India, moreover, was already an observer member of the SCO, though in an ambivalent position. In the event, a pragmatic convergence of interests among four emerging and/or re-emerging resurgent powers (two of them permanent members of the UN Security Council) gave natural logic to the coming together of a BRIC quartet, Goldman Sachs' hype not with standing.

Obviously, the formalization of a catchy marketing acronym into a real-life political organism fed the proprietary Western capitalist ego of Mr. O'Neill and, indeed, has been a piece of baggage that seemed hard to shake–that is until South Africa, much to O'Neill's annoyance, was brought into the club. So, as BRIC has become BRICS, the resulting quintet, in jazz-like fashion, has retuned itself in accordance with the rhythmic beat originally intended—one having nothing to do with the increasingly discordant notes in the global financial districts of an occupied Wall Street.

That said, the 'BRIC to BRICS' controversy within South Africa was an inevitable outcome of the wake-up call that suddenly registered in our capitol, Tshwane-Pretoria, when, out of the distraction of political infighting within the ruling African National Congress (ANC), awareness dawned that South Africa's IBSA partners appeared to have deserted it in favour of a more internationally compelling coalition of forces.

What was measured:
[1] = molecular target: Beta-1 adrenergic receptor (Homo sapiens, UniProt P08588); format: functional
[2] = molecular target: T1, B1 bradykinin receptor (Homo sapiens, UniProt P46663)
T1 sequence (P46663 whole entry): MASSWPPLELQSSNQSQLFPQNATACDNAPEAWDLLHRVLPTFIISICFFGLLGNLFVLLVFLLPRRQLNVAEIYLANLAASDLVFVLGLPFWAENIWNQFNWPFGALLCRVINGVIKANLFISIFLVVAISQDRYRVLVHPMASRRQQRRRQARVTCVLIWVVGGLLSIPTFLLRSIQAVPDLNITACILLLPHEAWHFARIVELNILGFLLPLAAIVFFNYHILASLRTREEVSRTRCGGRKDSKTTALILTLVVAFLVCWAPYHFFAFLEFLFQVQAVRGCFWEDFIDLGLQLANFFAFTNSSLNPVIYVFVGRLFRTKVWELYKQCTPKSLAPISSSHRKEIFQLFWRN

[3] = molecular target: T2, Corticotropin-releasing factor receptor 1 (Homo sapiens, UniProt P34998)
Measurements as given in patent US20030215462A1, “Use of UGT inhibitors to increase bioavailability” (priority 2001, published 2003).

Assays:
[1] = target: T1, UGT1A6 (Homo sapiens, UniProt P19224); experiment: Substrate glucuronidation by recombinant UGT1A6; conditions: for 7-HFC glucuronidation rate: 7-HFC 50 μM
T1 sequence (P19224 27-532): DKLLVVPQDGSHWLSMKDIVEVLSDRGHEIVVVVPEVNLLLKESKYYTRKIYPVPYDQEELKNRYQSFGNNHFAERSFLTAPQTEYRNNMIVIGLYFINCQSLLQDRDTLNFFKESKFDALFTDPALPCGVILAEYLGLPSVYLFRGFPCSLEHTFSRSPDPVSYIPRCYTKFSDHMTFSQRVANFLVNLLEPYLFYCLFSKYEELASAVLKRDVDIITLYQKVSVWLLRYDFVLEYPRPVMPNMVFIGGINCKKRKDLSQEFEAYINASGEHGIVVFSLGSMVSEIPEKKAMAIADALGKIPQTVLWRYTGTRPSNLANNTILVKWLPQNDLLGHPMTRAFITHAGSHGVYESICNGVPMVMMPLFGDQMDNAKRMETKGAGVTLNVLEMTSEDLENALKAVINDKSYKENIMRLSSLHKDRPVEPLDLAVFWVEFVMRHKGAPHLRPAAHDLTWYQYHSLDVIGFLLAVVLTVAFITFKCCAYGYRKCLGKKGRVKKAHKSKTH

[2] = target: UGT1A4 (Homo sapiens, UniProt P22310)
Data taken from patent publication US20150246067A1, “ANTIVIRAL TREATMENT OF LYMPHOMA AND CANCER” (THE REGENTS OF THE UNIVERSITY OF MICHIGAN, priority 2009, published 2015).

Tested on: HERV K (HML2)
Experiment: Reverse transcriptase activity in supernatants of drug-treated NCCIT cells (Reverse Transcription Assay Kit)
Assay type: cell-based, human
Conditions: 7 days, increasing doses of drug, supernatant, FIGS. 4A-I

Although at present there is an ongoing South African civil society debate over whether the country should or should not be in IBSA (and, indeed, whether or not the membership in BRICS has made IBSA redundant), the fact of the matter is that the 'original sin' that spawned the controversy was committed when South Africa was left out of BRICS in the first place—and this, amid conflicting anecdotes as to which IBSA partner favoured and which opposed South Africa making the quadrilateral a quintet.1

Many of these concerns were first raised by this author in 2009, immediately in the wake of the formal launching of BRIC in Yekateringburg, in an IGD 'Global Insight' publication exploring the implications of South Africa's exclusion from this auspicious creation.2  In what was billed as 'BRIC laying in New Delhi,' this analysis relied upon the ORF's 'pre-BRIC summit preparatory meeting' and the document thereof as a point of reference for exploring issues raised by BRIC's launch for South Africa.3